Clinical trials: "Registry-embedded clinical trials are the way of the future"

Interview with Prof. Edmund Neugebauer, Head of the Institute of Research in Operative Medicine (IFOM), University Witten/Herdecke

Even medical risk products are not always tested as thoroughly as would be necessary – be it because of criminal energy, lack of know-how or financial reasons. A revision of clinical trial procedures could not only fix loop holes and methodological flaws. Products and methods could also be brought into general medical care more quickly under new rules.


Photo: Prof. Edmund Neugebauer

Prof. Edmund Neugebauer; © private talked to Prof. Edmund Neugebauer. He advocates clinical trials for risk products that consist of several stages. Part of this process would be documentation in registries during the whole process from the beginning and the close integration of manufacturers into the trial.

Professor Neugebauer, in your opinion, when is the clinical trial of medical devices insufficient?

Edmund Neugebauer: This is the case, when the benefit has not been proven for patients. The Federal Joint Committee G-BA provides criteria for the benefit assessment of methods in medicine, which I share. These are primarily patient-relevant criteria such as mortality, morbidity rate and health-related quality of life. The additional benefit of the new method compared to other methods with the same objective should also be demonstrated. Finally, the benefit needs to be weighed against the risks and side effects of the treatment.

How can the risk for patients be minimized as much as possible?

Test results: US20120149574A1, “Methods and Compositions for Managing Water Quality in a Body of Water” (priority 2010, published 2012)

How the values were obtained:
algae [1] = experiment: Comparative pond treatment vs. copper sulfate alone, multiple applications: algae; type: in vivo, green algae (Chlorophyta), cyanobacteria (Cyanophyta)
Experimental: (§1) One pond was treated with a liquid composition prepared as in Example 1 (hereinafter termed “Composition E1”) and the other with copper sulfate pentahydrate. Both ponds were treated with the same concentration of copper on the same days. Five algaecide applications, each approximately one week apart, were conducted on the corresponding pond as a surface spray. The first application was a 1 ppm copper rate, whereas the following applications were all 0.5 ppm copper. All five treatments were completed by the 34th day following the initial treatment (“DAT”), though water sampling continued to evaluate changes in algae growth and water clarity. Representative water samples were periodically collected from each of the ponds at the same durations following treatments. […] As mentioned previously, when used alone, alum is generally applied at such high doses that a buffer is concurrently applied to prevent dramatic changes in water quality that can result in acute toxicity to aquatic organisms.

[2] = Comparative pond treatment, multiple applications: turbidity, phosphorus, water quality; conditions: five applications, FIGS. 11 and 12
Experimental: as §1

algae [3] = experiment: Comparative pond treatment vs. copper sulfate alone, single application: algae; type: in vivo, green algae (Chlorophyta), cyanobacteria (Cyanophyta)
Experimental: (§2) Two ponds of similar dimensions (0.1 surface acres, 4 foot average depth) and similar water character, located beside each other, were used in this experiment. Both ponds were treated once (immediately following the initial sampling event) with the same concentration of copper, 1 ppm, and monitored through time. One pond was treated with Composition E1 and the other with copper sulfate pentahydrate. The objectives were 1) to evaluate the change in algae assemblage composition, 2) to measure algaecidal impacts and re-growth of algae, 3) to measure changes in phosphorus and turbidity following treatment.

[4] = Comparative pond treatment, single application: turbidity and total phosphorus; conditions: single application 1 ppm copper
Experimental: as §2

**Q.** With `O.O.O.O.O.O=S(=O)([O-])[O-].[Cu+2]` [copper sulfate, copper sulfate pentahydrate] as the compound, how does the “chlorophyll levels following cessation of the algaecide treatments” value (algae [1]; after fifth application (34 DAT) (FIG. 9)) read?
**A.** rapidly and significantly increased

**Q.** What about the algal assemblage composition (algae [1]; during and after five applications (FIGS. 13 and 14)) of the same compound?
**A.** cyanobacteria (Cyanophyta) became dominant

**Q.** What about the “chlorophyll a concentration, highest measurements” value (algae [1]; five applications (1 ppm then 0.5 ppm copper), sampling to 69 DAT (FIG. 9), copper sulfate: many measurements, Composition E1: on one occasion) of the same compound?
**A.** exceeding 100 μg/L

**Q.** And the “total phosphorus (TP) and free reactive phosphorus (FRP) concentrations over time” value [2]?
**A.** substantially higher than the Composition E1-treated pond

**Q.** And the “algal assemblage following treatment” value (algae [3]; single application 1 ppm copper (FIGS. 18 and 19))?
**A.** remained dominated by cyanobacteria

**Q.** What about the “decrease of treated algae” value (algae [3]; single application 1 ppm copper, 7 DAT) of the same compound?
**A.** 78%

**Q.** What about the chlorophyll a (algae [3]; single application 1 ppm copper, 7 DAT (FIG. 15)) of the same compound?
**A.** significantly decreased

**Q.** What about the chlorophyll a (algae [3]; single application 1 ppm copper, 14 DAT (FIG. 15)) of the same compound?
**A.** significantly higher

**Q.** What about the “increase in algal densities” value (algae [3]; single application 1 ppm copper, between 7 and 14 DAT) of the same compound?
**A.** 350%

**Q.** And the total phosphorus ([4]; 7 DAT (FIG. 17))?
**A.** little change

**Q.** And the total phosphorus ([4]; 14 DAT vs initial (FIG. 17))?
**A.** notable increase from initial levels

Neugebauer: Studies need to be designed to where the potential for distortions (bias) is as minor as possible. Randomized, controlled studies cause the least bias. A very simple study, such as a case series, causes a major bias, because there is only prospective observation of patients without the explicit comparison with a control group. If randomization is not possible in studies on medical devices, at least a parallel control study should be conducted.

What is behind bias in studies?

Neugebauer: There are several effects. First of all, diseases always have a natural progression. The body also gradually heals itself without requiring any treatment. This can distort the assessment – the result is being interpreted as being too positive. Secondly, there is the Hawthorne effect. Just the fact alone that a patient knows that he/she is part of a study, has a positive effect on the result. The placebo effect can also play a role. It can occur, when patients respond very enthusiastically to the use of the new method in a study and therefore like to communicate a benefit that is perhaps not there. These bias effects, which can account for up to 60 per cent of the overall effect, are being minimized through comparative studies.
Graphic: Four stair landings with doors above each other

This could be the future of clinical trials for medical risk products: a multi-staged process that is completely documented in a registry; © Milosh Kojadinovich

How should clinic trials ideally be conducted?

Neugebauer: I support an implementation in several steps for class II b and III devices. The initial "first in man" step is very critical. A rational and clear description of selected patients and very accurate patient documentation are necessary. Patient safety criteria as well as all details of the new procedure and the team need to be recorded and subsequently evaluated. An ethics committee has to be involved in any case and a detailed case report written.